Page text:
The Downtown Smithfield Development Corp. has been named a National Main Street Program.
Director Chris Johnson said the recognition could help the downtown group land federal grant money. “I guess it’s like any kind of resume builder,” he said. “Being a nationally recognized organization separates you from everyone else.”
The National Historic Trust awards the honor to organizations that work to preserve historic business districts.
Liz Parham, North Carolina’s director of urban development, recommended the downtown Smithfield group based on criteria set by the National Historic Trust. Those criteria include preserving historic buildings, tracking economic progress and fostering public-private partnerships.
This is the second time DSDC has been recognized for its downtown preservation efforts; its first honor came four years ago. The downtown group has won the recognition with a skeleton staff – it has just two full-time employees.
“To do it again is a big honor,” Johnson said.
Downtown, like the rest of Smithfield, hit a rough patch during the recession, and again during the closing of the U.S. 70 bridge over the Neuse River. The one-two punch left downtown with more empty storefronts than Johnson would like.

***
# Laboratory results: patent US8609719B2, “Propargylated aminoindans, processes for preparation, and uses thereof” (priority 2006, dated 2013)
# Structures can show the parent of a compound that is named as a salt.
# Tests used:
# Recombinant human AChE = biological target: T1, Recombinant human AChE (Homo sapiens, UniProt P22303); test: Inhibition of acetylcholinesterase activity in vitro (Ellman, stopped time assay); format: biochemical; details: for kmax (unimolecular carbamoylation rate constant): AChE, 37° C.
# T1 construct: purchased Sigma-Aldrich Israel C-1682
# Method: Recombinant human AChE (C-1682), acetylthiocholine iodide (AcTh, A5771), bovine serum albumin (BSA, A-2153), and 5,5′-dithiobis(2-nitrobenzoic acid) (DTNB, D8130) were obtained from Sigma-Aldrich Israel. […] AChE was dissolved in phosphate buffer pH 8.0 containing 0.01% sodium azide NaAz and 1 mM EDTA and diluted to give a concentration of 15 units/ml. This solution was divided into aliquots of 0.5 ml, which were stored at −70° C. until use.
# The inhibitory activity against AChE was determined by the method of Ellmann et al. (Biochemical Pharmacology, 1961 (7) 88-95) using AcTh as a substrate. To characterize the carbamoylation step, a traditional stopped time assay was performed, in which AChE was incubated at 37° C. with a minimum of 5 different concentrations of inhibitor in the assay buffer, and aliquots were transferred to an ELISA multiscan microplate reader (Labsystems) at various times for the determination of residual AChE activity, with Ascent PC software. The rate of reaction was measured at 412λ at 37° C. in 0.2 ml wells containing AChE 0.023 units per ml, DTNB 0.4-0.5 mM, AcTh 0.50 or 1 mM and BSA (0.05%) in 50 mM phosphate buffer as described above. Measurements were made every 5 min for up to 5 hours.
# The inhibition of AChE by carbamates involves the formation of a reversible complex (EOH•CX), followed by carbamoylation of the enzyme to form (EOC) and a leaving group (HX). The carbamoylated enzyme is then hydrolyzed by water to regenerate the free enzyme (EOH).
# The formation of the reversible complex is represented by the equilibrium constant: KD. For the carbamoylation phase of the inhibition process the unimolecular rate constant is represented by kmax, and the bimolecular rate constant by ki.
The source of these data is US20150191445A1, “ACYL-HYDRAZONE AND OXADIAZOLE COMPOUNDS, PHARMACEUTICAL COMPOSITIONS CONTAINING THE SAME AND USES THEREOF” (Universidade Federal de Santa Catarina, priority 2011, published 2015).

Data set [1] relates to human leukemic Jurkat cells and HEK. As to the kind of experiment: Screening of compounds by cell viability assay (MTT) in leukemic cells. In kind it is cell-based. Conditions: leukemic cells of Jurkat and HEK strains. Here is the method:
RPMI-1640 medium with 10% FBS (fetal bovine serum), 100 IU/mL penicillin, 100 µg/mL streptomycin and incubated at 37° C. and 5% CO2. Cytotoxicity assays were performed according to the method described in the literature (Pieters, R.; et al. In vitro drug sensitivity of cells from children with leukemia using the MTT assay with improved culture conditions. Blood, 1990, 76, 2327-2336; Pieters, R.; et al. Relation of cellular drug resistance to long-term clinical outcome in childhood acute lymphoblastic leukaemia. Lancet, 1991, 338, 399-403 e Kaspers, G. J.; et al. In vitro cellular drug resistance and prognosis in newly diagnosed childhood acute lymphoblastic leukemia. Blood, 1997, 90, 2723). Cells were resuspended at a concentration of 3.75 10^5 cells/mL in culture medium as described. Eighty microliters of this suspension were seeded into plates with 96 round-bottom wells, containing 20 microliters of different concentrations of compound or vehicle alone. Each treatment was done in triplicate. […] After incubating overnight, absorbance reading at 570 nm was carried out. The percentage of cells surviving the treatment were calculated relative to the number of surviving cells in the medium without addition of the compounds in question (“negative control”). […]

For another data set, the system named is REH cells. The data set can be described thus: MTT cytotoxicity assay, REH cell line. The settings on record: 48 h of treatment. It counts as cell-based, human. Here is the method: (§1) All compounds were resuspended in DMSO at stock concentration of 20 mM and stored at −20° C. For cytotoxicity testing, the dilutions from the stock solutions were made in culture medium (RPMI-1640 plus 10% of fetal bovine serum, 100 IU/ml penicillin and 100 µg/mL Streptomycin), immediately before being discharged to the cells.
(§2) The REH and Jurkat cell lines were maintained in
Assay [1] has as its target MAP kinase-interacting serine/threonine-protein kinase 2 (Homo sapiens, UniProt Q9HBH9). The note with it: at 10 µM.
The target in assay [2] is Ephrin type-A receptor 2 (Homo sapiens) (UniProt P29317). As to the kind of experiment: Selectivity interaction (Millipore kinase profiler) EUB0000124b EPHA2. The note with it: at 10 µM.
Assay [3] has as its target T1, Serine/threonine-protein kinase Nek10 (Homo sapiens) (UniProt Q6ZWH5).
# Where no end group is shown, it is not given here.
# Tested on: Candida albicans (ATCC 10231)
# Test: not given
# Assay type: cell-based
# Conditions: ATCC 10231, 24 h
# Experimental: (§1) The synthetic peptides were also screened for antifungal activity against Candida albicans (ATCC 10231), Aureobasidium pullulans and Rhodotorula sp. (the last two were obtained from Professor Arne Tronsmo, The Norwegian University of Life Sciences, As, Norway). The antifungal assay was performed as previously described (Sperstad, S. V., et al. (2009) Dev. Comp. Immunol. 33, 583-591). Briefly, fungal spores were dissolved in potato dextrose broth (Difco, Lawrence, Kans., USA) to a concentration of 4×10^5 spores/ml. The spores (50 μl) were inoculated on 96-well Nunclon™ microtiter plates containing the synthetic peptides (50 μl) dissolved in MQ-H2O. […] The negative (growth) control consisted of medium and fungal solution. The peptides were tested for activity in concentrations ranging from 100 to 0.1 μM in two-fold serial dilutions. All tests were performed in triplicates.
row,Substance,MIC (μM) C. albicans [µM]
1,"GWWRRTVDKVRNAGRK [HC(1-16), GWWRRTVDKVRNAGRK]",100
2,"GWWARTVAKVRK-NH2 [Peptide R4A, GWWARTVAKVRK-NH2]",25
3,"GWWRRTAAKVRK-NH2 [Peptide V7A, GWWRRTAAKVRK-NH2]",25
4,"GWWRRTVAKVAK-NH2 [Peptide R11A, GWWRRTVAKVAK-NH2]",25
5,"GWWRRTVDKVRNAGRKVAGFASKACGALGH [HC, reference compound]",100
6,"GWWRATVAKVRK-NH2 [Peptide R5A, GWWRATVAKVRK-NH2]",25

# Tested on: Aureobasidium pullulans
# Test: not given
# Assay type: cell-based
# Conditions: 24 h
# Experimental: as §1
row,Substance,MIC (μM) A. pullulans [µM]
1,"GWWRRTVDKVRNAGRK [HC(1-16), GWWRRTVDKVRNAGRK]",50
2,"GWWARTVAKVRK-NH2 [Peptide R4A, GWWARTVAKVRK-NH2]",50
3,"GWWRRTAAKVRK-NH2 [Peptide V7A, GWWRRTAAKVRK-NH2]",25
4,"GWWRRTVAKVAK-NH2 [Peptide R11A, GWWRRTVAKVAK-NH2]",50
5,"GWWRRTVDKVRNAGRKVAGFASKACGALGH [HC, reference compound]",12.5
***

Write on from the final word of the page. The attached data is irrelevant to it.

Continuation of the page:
But downtown has managed to pull through the hard times. Two new cafes – Melody’s and Market Street Coffee – have sprung up in the last year, replacing The Cakery and Orchard House Booksellers. The Little Brown Jug, once marked for demolition to make way for bridge construction, continues to thrive.
Companies eyeing commercial districts, including downtowns, are always concerned about occupancy rates. When too many storefronts sit empty, that suggests a business district or shopping center is dying. John Shallcross Jr., owner of commercial developer Partners Equity Group, compares vacant storefronts to a cancer that spreads throughout the body.
Smithfield’s downtown has managed to keep most of its storefronts full. “I feel pretty good about that,” Johnson said.
He also feels pretty good about Smithfield overall. Town leaders have talked about hiring an economic-development director but not have done so because of the cost. Johnson has gladly filled that role, often meeting with industries looking to move to one of the town’s vacant industrial sites. And if a business isn’t interested in downtown, Johnson points it properties elsewhere in Smithfield.
“We’re kind of the face of the town of Smithfield,” Johnson said.